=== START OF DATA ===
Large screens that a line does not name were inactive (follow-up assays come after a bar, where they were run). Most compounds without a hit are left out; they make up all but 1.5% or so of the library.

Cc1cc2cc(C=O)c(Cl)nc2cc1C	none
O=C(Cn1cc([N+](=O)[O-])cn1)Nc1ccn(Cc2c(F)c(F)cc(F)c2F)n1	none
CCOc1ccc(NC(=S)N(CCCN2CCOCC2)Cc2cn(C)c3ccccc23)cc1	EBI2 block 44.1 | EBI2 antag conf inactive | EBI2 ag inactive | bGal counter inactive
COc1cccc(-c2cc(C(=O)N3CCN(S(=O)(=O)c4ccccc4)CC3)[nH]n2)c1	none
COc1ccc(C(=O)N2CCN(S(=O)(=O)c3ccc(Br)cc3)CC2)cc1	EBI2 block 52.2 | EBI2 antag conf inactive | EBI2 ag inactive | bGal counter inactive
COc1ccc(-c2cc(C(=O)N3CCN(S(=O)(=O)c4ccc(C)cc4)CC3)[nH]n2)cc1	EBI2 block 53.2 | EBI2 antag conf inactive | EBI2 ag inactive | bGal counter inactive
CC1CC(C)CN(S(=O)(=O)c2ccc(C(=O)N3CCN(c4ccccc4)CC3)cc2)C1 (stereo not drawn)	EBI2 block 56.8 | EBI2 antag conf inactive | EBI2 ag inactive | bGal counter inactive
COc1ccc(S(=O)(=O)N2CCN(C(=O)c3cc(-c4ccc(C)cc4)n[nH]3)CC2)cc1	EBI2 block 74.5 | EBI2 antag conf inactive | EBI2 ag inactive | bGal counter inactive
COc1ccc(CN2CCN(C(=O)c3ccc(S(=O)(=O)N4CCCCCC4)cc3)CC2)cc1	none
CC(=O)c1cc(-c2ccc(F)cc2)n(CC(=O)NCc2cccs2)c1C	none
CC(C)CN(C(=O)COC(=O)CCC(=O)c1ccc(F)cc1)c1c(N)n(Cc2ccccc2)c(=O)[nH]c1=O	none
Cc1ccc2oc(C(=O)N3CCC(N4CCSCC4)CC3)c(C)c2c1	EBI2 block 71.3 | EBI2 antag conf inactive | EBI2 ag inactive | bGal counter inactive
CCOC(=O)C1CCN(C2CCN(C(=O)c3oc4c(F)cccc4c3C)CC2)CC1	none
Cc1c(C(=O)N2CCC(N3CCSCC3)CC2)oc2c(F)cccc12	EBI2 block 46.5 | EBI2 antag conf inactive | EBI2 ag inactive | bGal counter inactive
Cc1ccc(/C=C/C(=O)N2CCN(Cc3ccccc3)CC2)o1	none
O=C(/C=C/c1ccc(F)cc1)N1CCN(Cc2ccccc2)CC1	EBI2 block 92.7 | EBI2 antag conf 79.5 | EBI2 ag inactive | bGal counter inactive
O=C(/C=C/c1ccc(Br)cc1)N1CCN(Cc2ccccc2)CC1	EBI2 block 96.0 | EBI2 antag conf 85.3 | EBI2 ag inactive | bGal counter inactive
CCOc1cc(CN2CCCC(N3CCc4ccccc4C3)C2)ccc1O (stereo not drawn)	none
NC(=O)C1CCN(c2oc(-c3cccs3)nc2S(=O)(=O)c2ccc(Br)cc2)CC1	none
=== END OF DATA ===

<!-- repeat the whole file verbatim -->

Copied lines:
Large screens that a line does not name were inactive (follow-up assays come after a bar, where they were run). Most compounds without a hit are left out; they make up all but 1.5% or so of the library.

Cc1cc2cc(C=O)c(Cl)nc2cc1C	none
O=C(Cn1cc([N+](=O)[O-])cn1)Nc1ccn(Cc2c(F)c(F)cc(F)c2F)n1	none
CCOc1ccc(NC(=S)N(CCCN2CCOCC2)Cc2cn(C)c3ccccc23)cc1	EBI2 block 44.1 | EBI2 antag conf inactive | EBI2 ag inactive | bGal counter inactive
COc1cccc(-c2cc(C(=O)N3CCN(S(=O)(=O)c4ccccc4)CC3)[nH]n2)c1	none
COc1ccc(C(=O)N2CCN(S(=O)(=O)c3ccc(Br)cc3)CC2)cc1	EBI2 block 52.2 | EBI2 antag conf inactive | EBI2 ag inactive | bGal counter inactive
COc1ccc(-c2cc(C(=O)N3CCN(S(=O)(=O)c4ccc(C)cc4)CC3)[nH]n2)cc1	EBI2 block 53.2 | EBI2 antag conf inactive | EBI2 ag inactive | bGal counter inactive
CC1CC(C)CN(S(=O)(=O)c2ccc(C(=O)N3CCN(c4ccccc4)CC3)cc2)C1 (stereo not drawn)	EBI2 block 56.8 | EBI2 antag conf inactive | EBI2 ag inactive | bGal counter inactive
COc1ccc(S(=O)(=O)N2CCN(C(=O)c3cc(-c4ccc(C)cc4)n[nH]3)CC2)cc1	EBI2 block 74.5 | EBI2 antag conf inactive | EBI2 ag inactive | bGal counter inactive
COc1ccc(CN2CCN(C(=O)c3ccc(S(=O)(=O)N4CCCCCC4)cc3)CC2)cc1	none
CC(=O)c1cc(-c2ccc(F)cc2)n(CC(=O)NCc2cccs2)c1C	none
CC(C)CN(C(=O)COC(=O)CCC(=O)c1ccc(F)cc1)c1c(N)n(Cc2ccccc2)c(=O)[nH]c1=O	none
Cc1ccc2oc(C(=O)N3CCC(N4CCSCC4)CC3)c(C)c2c1	EBI2 block 71.3 | EBI2 antag conf inactive | EBI2 ag inactive | bGal counter inactive
CCOC(=O)C1CCN(C2CCN(C(=O)c3oc4c(F)cccc4c3C)CC2)CC1	none
Cc1c(C(=O)N2CCC(N3CCSCC3)CC2)oc2c(F)cccc12	EBI2 block 46.5 | EBI2 antag conf inactive | EBI2 ag inactive | bGal counter inactive
Cc1ccc(/C=C/C(=O)N2CCN(Cc3ccccc3)CC2)o1	none
O=C(/C=C/c1ccc(F)cc1)N1CCN(Cc2ccccc2)CC1	EBI2 block 92.7 | EBI2 antag conf 79.5 | EBI2 ag inactive | bGal counter inactive
O=C(/C=C/c1ccc(Br)cc1)N1CCN(Cc2ccccc2)CC1	EBI2 block 96.0 | EBI2 antag conf 85.3 | EBI2 ag inactive | bGal counter inactive
CCOc1cc(CN2CCCC(N3CCc4ccccc4C3)C2)ccc1O (stereo not drawn)	none
NC(=O)C1CCN(c2oc(-c3cccs3)nc2S(=O)(=O)c2ccc(Br)cc2)CC1	none